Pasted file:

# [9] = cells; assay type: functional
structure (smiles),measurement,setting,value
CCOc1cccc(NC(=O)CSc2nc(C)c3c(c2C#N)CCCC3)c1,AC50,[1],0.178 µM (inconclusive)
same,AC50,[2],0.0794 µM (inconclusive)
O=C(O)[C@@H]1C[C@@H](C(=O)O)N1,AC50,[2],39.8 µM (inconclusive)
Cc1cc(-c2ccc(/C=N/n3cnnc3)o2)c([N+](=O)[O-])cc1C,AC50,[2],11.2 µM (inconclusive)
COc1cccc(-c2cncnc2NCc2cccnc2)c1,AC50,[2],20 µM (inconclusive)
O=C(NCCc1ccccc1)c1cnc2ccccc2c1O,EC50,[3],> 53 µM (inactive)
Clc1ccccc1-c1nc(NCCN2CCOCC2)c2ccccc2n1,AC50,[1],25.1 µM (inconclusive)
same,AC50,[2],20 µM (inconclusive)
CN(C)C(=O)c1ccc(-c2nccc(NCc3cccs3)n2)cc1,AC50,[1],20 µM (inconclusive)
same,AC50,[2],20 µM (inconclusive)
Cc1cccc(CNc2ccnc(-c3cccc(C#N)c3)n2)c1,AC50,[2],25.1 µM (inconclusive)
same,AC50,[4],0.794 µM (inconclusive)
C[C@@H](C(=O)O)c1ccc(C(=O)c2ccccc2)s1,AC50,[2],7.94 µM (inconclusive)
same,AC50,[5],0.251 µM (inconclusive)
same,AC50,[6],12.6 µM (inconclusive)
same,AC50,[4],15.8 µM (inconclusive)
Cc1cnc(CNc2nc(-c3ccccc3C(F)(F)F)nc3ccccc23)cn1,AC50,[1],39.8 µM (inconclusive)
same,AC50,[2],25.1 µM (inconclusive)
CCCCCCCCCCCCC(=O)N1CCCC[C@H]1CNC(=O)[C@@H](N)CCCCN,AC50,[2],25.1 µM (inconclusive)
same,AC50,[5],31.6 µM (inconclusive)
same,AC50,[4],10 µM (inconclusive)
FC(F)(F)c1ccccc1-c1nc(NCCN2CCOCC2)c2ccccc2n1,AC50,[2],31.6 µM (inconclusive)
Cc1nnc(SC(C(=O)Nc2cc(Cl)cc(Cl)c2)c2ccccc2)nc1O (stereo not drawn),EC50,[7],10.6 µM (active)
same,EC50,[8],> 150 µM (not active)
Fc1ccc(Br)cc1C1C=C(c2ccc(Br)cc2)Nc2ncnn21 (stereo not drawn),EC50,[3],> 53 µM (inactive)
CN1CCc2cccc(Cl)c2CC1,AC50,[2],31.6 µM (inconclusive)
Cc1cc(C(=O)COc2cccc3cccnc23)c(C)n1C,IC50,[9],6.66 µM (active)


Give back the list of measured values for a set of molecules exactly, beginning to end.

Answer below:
# [9] = cells; assay type: functional
structure (smiles),measurement,setting,value
CCOc1cccc(NC(=O)CSc2nc(C)c3c(c2C#N)CCCC3)c1,AC50,[1],0.178 µM (inconclusive)
same,AC50,[2],0.0794 µM (inconclusive)
O=C(O)[C@@H]1C[C@@H](C(=O)O)N1,AC50,[2],39.8 µM (inconclusive)
Cc1cc(-c2ccc(/C=N/n3cnnc3)o2)c([N+](=O)[O-])cc1C,AC50,[2],11.2 µM (inconclusive)
COc1cccc(-c2cncnc2NCc2cccnc2)c1,AC50,[2],20 µM (inconclusive)
O=C(NCCc1ccccc1)c1cnc2ccccc2c1O,EC50,[3],> 53 µM (inactive)
Clc1ccccc1-c1nc(NCCN2CCOCC2)c2ccccc2n1,AC50,[1],25.1 µM (inconclusive)
same,AC50,[2],20 µM (inconclusive)
CN(C)C(=O)c1ccc(-c2nccc(NCc3cccs3)n2)cc1,AC50,[1],20 µM (inconclusive)
same,AC50,[2],20 µM (inconclusive)
Cc1cccc(CNc2ccnc(-c3cccc(C#N)c3)n2)c1,AC50,[2],25.1 µM (inconclusive)
same,AC50,[4],0.794 µM (inconclusive)
C[C@@H](C(=O)O)c1ccc(C(=O)c2ccccc2)s1,AC50,[2],7.94 µM (inconclusive)
same,AC50,[5],0.251 µM (inconclusive)
same,AC50,[6],12.6 µM (inconclusive)
same,AC50,[4],15.8 µM (inconclusive)
Cc1cnc(CNc2nc(-c3ccccc3C(F)(F)F)nc3ccccc23)cn1,AC50,[1],39.8 µM (inconclusive)
same,AC50,[2],25.1 µM (inconclusive)
CCCCCCCCCCCCC(=O)N1CCCC[C@H]1CNC(=O)[C@@H](N)CCCCN,AC50,[2],25.1 µM (inconclusive)
same,AC50,[5],31.6 µM (inconclusive)
same,AC50,[4],10 µM (inconclusive)
FC(F)(F)c1ccccc1-c1nc(NCCN2CCOCC2)c2ccccc2n1,AC50,[2],31.6 µM (inconclusive)
Cc1nnc(SC(C(=O)Nc2cc(Cl)cc(Cl)c2)c2ccccc2)nc1O (stereo not drawn),EC50,[7],10.6 µM (active)
same,EC50,[8],> 150 µM (not active)
Fc1ccc(Br)cc1C1C=C(c2ccc(Br)cc2)Nc2ncnn21 (stereo not drawn),EC50,[3],> 53 µM (inactive)
CN1CCc2cccc(Cl)c2CC1,AC50,[2],31.6 µM (inconclusive)
Cc1cc(C(=O)COc2cccc3cccnc23)c(C)n1C,IC50,[9],6.66 µM (active)